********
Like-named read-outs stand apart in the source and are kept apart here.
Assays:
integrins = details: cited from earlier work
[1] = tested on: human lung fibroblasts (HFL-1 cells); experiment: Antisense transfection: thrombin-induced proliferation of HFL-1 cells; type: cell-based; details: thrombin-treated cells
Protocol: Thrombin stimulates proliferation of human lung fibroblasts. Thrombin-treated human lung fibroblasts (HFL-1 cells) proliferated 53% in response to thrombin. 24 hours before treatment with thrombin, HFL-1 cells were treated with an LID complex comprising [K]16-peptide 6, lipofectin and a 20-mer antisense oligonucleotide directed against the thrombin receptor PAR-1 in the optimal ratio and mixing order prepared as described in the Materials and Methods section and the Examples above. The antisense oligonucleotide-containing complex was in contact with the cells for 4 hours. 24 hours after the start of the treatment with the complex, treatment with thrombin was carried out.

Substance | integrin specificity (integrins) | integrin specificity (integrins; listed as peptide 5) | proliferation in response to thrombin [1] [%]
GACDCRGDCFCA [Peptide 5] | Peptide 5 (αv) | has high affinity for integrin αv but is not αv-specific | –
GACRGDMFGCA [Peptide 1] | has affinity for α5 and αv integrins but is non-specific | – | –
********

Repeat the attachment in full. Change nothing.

Like-named read-outs stand apart in the source and are kept apart here.
Assays:
integrins = details: cited from earlier work
[1] = tested on: human lung fibroblasts (HFL-1 cells); experiment: Antisense transfection: thrombin-induced proliferation of HFL-1 cells; type: cell-based; details: thrombin-treated cells
Protocol: Thrombin stimulates proliferation of human lung fibroblasts. Thrombin-treated human lung fibroblasts (HFL-1 cells) proliferated 53% in response to thrombin. 24 hours before treatment with thrombin, HFL-1 cells were treated with an LID complex comprising [K]16-peptide 6, lipofectin and a 20-mer antisense oligonucleotide directed against the thrombin receptor PAR-1 in the optimal ratio and mixing order prepared as described in the Materials and Methods section and the Examples above. The antisense oligonucleotide-containing complex was in contact with the cells for 4 hours. 24 hours after the start of the treatment with the complex, treatment with thrombin was carried out.

Substance | integrin specificity (integrins) | integrin specificity (integrins; listed as peptide 5) | proliferation in response to thrombin [1] [%]
GACDCRGDCFCA [Peptide 5] | Peptide 5 (αv) | has high affinity for integrin αv but is not αv-specific | –
GACRGDMFGCA [Peptide 1] | has affinity for α5 and αv integrins but is non-specific | – | –